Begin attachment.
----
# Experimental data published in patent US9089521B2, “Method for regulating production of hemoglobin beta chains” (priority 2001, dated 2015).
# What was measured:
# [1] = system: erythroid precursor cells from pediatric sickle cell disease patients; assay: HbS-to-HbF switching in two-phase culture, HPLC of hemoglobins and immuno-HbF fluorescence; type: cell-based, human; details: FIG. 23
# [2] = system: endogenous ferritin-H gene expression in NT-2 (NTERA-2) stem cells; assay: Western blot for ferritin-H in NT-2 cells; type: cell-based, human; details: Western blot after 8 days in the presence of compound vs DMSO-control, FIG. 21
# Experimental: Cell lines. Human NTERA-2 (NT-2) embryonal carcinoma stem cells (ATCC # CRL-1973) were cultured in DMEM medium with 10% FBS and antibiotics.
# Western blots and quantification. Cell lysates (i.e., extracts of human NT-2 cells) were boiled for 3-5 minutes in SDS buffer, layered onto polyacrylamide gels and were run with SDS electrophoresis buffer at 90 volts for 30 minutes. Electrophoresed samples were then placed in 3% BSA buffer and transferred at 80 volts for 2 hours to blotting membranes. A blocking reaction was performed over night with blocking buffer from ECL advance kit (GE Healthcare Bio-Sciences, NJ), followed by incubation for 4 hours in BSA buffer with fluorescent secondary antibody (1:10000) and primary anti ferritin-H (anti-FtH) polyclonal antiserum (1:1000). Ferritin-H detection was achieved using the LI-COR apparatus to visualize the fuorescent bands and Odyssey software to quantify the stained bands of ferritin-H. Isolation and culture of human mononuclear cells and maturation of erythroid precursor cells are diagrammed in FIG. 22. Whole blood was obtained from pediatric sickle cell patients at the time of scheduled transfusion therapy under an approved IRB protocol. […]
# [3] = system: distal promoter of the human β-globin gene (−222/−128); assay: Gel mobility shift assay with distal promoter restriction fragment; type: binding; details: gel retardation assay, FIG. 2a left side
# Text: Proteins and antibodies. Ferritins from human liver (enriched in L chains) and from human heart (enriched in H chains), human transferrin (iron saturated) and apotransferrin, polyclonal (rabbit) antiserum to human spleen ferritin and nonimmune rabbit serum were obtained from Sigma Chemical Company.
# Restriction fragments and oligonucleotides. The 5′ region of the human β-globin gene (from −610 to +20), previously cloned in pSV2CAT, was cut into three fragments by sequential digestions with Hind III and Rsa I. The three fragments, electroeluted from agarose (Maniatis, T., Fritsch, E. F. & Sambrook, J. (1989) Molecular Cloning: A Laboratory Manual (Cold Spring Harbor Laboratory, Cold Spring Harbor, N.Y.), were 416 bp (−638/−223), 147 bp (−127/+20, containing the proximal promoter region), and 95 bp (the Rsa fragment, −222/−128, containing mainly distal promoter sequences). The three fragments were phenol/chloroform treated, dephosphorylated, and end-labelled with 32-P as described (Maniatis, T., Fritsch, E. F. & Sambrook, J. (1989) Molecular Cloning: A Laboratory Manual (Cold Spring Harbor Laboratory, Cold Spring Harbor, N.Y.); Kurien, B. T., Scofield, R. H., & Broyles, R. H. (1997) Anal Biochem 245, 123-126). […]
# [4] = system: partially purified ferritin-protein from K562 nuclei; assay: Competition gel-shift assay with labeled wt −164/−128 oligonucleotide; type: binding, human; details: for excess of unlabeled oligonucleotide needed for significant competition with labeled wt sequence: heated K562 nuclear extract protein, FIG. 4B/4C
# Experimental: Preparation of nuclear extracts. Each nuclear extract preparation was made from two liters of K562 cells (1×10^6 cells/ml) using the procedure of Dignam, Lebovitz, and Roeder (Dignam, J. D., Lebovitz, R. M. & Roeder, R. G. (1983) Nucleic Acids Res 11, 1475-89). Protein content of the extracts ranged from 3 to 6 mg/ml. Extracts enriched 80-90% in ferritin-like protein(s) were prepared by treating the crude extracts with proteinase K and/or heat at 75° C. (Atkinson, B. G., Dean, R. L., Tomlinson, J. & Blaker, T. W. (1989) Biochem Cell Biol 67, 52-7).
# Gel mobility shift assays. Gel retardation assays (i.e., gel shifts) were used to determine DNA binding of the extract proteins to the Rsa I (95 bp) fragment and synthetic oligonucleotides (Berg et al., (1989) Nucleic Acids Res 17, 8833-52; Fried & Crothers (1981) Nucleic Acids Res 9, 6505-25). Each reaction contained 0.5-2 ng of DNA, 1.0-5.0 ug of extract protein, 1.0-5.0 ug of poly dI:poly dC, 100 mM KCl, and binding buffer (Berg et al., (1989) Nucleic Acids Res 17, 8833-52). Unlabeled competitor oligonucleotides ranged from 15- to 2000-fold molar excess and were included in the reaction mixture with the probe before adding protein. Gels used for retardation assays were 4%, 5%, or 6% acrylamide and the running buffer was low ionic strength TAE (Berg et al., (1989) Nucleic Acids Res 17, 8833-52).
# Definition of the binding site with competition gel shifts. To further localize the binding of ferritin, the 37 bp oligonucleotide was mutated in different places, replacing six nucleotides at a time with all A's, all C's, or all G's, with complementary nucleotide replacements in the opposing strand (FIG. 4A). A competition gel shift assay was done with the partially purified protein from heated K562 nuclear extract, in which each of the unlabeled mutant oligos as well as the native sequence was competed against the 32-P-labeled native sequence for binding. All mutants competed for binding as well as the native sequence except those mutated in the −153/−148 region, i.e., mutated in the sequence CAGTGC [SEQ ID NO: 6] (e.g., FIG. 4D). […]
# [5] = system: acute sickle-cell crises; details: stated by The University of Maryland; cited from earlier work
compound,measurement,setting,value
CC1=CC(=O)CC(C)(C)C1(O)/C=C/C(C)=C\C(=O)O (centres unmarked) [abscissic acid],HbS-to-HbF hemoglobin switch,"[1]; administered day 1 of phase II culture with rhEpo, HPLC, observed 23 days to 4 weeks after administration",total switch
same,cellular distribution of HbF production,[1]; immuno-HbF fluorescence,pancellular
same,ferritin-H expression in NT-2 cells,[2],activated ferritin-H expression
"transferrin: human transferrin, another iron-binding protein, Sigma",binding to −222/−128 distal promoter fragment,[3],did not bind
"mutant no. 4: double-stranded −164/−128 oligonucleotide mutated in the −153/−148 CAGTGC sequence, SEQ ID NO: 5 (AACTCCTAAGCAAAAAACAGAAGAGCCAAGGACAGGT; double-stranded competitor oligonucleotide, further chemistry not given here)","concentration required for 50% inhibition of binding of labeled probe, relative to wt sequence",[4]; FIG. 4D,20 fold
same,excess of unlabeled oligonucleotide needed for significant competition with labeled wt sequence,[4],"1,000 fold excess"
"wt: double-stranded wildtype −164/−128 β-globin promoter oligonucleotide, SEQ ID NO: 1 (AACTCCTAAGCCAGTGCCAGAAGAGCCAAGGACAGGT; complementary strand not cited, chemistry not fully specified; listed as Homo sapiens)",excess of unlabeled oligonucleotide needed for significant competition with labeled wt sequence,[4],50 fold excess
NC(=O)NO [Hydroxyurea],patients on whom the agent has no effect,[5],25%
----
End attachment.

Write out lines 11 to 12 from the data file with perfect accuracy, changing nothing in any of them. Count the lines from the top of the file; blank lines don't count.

# Experimental: Preparation of nuclear extracts. Each nuclear extract preparation was made from two liters of K562 cells (1×10^6 cells/ml) using the procedure of Dignam, Lebovitz, and Roeder (Dignam, J. D., Lebovitz, R. M. & Roeder, R. G. (1983) Nucleic Acids Res 11, 1475-89). Protein content of the extracts ranged from 3 to 6 mg/ml. Extracts enriched 80-90% in ferritin-like protein(s) were prepared by treating the crude extracts with proteinase K and/or heat at 75° C. (Atkinson, B. G., Dean, R. L., Tomlinson, J. & Blaker, T. W. (1989) Biochem Cell Biol 67, 52-7).
# Gel mobility shift assays. Gel retardation assays (i.e., gel shifts) were used to determine DNA binding of the extract proteins to the Rsa I (95 bp) fragment and synthetic oligonucleotides (Berg et al., (1989) Nucleic Acids Res 17, 8833-52; Fried & Crothers (1981) Nucleic Acids Res 9, 6505-25). Each reaction contained 0.5-2 ng of DNA, 1.0-5.0 ug of extract protein, 1.0-5.0 ug of poly dI:poly dC, 100 mM KCl, and binding buffer (Berg et al., (1989) Nucleic Acids Res 17, 8833-52). Unlabeled competitor oligonucleotides ranged from 15- to 2000-fold molar excess and were included in the reaction mixture with the probe before adding protein. Gels used for retardation assays were 4%, 5%, or 6% acrylamide and the running buffer was low ionic strength TAE (Berg et al., (1989) Nucleic Acids Res 17, 8833-52).